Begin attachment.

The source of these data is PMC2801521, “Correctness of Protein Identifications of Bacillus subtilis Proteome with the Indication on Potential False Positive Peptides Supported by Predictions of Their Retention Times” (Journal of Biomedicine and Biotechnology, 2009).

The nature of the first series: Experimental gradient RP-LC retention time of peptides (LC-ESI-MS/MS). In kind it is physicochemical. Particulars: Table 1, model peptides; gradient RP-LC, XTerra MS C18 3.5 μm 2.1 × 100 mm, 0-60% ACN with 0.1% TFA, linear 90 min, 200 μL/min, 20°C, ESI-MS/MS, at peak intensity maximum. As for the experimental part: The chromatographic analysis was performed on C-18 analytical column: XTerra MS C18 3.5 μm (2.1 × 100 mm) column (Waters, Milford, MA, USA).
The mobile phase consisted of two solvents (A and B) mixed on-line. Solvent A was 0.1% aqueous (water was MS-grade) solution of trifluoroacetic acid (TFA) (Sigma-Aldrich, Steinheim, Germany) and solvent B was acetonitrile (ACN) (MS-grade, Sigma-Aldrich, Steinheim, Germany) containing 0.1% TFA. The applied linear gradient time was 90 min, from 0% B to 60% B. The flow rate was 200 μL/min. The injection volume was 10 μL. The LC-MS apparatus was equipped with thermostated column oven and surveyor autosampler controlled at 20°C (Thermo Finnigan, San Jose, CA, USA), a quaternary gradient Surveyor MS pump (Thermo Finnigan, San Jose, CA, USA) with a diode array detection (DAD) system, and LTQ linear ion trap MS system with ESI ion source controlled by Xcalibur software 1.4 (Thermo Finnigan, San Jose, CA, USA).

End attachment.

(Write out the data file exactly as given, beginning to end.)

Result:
The source of these data is PMC2801521, “Correctness of Protein Identifications of Bacillus subtilis Proteome with the Indication on Potential False Positive Peptides Supported by Predictions of Their Retention Times” (Journal of Biomedicine and Biotechnology, 2009).

The nature of the first series: Experimental gradient RP-LC retention time of peptides (LC-ESI-MS/MS). In kind it is physicochemical. Particulars: Table 1, model peptides; gradient RP-LC, XTerra MS C18 3.5 μm 2.1 × 100 mm, 0-60% ACN with 0.1% TFA, linear 90 min, 200 μL/min, 20°C, ESI-MS/MS, at peak intensity maximum. As for the experimental part: The chromatographic analysis was performed on C-18 analytical column: XTerra MS C18 3.5 μm (2.1 × 100 mm) column (Waters, Milford, MA, USA).
The mobile phase consisted of two solvents (A and B) mixed on-line. Solvent A was 0.1% aqueous (water was MS-grade) solution of trifluoroacetic acid (TFA) (Sigma-Aldrich, Steinheim, Germany) and solvent B was acetonitrile (ACN) (MS-grade, Sigma-Aldrich, Steinheim, Germany) containing 0.1% TFA. The applied linear gradient time was 90 min, from 0% B to 60% B. The flow rate was 200 μL/min. The injection volume was 10 μL. The LC-MS apparatus was equipped with thermostated column oven and surveyor autosampler controlled at 20°C (Thermo Finnigan, San Jose, CA, USA), a quaternary gradient Surveyor MS pump (Thermo Finnigan, San Jose, CA, USA) with a diode array detection (DAD) system, and LTQ linear ion trap MS system with ESI ion source controlled by Xcalibur software 1.4 (Thermo Finnigan, San Jose, CA, USA).